Trillium (Trillium spp.) is a family of perennial wildflowers of Asia and North America that has as many as 30 species. Trillium gets its name because it has three leaves, three sepals and three petals. A favorite among wildflower enthusiasts, trillium inspires springtime jaunts to quiet woodlands where its blooms can be enjoyed in its home environment.
A Home in The Woods
In the United States, trillium grows in the Eastern woodlands and the mountains of the Pacific Northwest. In keeping with their native environment, gardeners in United States Department of Agriculture plant hardiness zones 4 through 9 should provide trillium with shade and rich, organic soil.
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Among the colors of trillium are delicate white, blossom pink and deep shades of reddish purple. The flowers are followed by berries that vary in color from red to brown to purple.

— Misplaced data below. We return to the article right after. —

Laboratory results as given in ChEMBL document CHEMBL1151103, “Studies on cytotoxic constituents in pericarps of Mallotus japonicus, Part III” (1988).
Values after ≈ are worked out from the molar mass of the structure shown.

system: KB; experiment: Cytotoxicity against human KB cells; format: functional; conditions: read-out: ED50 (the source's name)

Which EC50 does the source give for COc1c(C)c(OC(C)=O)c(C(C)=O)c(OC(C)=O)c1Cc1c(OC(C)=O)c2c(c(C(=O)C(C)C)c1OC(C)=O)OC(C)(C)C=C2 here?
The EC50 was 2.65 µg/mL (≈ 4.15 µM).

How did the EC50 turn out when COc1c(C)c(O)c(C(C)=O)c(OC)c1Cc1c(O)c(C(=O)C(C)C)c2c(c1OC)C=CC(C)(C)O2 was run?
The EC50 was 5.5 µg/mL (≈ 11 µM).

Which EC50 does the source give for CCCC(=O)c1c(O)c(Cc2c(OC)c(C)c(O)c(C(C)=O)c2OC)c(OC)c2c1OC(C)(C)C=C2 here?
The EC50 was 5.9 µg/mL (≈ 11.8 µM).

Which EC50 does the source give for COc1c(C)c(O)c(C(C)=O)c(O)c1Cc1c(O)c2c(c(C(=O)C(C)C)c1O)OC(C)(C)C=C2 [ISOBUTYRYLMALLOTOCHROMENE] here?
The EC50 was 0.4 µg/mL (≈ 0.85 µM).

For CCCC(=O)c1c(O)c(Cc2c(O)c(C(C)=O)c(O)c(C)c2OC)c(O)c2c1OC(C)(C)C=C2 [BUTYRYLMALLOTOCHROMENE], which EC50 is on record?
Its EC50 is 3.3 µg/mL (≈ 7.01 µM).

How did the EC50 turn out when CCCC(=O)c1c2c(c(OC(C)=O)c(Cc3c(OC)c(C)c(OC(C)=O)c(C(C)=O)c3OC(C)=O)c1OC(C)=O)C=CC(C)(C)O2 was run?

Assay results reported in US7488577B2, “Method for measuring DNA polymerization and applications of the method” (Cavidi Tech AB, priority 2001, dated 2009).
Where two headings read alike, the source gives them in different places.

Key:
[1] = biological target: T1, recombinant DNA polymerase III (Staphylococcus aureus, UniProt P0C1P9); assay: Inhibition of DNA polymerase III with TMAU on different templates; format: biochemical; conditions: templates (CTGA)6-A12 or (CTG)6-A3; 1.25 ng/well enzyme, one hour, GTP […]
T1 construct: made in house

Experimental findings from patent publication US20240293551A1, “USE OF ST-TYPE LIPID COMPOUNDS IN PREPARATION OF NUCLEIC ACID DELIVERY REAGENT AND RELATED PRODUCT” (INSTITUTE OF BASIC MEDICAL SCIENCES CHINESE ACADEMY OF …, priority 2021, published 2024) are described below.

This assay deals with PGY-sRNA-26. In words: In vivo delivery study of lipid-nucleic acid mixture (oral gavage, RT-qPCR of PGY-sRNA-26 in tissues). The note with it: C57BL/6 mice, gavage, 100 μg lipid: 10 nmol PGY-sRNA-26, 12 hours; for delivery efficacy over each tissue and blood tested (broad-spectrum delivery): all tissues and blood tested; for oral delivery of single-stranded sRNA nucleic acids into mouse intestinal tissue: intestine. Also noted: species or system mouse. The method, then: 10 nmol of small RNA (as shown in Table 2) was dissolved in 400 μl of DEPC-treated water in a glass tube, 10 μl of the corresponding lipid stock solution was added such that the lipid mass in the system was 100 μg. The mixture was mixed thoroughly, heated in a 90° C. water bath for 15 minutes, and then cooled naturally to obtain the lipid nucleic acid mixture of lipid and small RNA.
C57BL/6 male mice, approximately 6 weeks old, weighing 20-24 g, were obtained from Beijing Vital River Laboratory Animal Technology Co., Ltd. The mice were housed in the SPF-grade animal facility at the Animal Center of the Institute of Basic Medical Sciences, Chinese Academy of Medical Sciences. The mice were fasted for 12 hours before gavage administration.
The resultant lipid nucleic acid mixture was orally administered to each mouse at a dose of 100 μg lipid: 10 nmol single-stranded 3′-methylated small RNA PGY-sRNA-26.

Some kinds of trillium bloom in early spring, giving the plant the nickname "wake-robin," so named because they show up even before robins return from their winter haunts.
The largest of the trillium species is the great white trillium (Trillium grandiflora), which can grow as tall as 15 inches. It can be planted in gardens in USDA zones 4 through 7. Many trillium species are protected, so don't pick them in the wild. Always purchase plants from a reputable garden center.
Native Americans used the roots of trillium for medicinal purposes or cooked and ate the greens. They are also a favorite among deer, who sometimes eat enough to make the plant scarce.